approach the focus on the personalization of learning enables a collaborative teaching process
(Madden, 2012).
For Hargreaves and Shirley in The Fourth Way, the vital 21st century skills that will drive
new knowledge economies are integral to the growing agenda of personalization (Andy
Hargreaves & Shirley, 2009). With advances in the science of learning (eg brain based
learning, learning styles and habits of mind) our knowledge of how learning occurs will help
support and shape different learning experiences to meet the needs of the individual.
Deciding on what to learn, when to learn and how to learn will become more tailored to the
individual learner.
Arguably the way forward requires a change in the way we deliver learning in our schools.
This is the function of teachers and the need to provide experienced classroom teachers
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opportunities to develop new pedagogies for addressing the learning needs of the 21st century
student is an urgent task (Madden, 2013).
Focusing on Teacher Initiated Action Research
As has been written elsewhere on the educational reforms at St Augustine’s (Madden, 2012;
Madden et al., 2012) coupled with the changing Australian educational landscape (Ministerial
Council on Education Employment Training and Youth Affairs, 2008), implementing change
begins with the classroom teacher. The introduction of the Australian Institute of Teaching
and School Leadership (AITSL) Performance Development Framework and the
implementation of the St Augustine’s 2009-2013 Strategic Plan have been a catalyst for
focusing on teacher improvement.
Supporting this are four assumptions underlying teacher initiated action research at St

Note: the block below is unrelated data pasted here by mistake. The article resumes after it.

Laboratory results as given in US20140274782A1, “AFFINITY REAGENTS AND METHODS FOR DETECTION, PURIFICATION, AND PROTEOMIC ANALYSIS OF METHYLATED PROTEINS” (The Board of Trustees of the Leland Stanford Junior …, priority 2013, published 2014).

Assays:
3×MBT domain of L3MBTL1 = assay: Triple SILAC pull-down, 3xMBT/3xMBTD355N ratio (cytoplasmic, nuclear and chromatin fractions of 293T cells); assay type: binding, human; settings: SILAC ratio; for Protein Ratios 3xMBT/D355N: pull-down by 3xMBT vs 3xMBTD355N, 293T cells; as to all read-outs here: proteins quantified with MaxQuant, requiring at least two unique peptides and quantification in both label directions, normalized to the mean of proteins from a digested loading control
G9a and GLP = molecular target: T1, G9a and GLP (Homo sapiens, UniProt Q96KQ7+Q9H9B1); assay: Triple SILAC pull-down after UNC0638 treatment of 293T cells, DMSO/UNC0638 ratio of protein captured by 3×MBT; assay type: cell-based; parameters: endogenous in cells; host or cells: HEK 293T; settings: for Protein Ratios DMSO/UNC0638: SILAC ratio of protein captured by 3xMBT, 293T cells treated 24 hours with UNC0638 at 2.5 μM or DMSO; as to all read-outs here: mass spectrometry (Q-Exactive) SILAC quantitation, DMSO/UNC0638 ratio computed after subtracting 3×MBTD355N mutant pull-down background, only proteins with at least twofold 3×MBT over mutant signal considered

Augustine’s Primary School:
1. All teachers should have multiple opportunities to engage in professional growth and
development that is related to classroom practice.
2. Effective teachers have an intrinsic desire to improve their practice. Consequently
teachers need relevant and contextual data to work with.
3. Teachers can undertake research that can inform their (current) practice at the
classroom level.
4. No matter how decisive research findings may be in one cohort, they may not be
applicable to other cohorts, given their individual nuances.
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In short, the main reason for encouraging teachers at St Augustine’s to engage in action
research is to learn from each other, to improve their own teaching expertise and to lead
others in the process.
This building of a ‘teacher as researcher’ culture emerged out of a study into understanding
the process of teacher change and the impacts on student learning (Madden et al., 2012)
conducted in the school during 2011. This study looked at a whole of school approach to
deprivatising the classroom to enable a more flexible personalized learning approach for
students, allow teachers to be more collaborative in their teaching and to provide peer-to-peer
feedback on teaching practices.
Guiding this study were three critical research questions:
1. In what ways does the school’s curriculum framework reflect and respond to the
learner of today?
2. In what ways are teachers experiencing and involving themselves in cohort learning
and what are the impacts on their own perceptions of self-efficacy and well-being?
3. What are the students’ own experiences of cohort learning innovations and what
evidence is there that these innovations are bringing about positive learning and well-
being outcomes for students?
Key findings offered a platform for building a way forward to supporting improvement in
teacher practice. The five significant themes that emerged from the data were related to:
1. Planning Time
2. Learning Spaces
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3. Assessment and Reporting
4. Student Engagement
5. Teacher Engagement and Support
Furthermore, supporting the research by Fullan and Hargreaves (2012) on teacher
professional development, the findings of this study reiterated the need for teachers to take
responsibility for their own professional learning. More specifically the mandate to focus on
building teacher capacity to work in the new environment is summed up in the following:
“The ongoing role of the school leadership team in undertaking carefully designed
professional development to support the teachers around whole-school change was
vital, and needs to be ongoing, targeted and effective if it is to mitigate teachers’ fears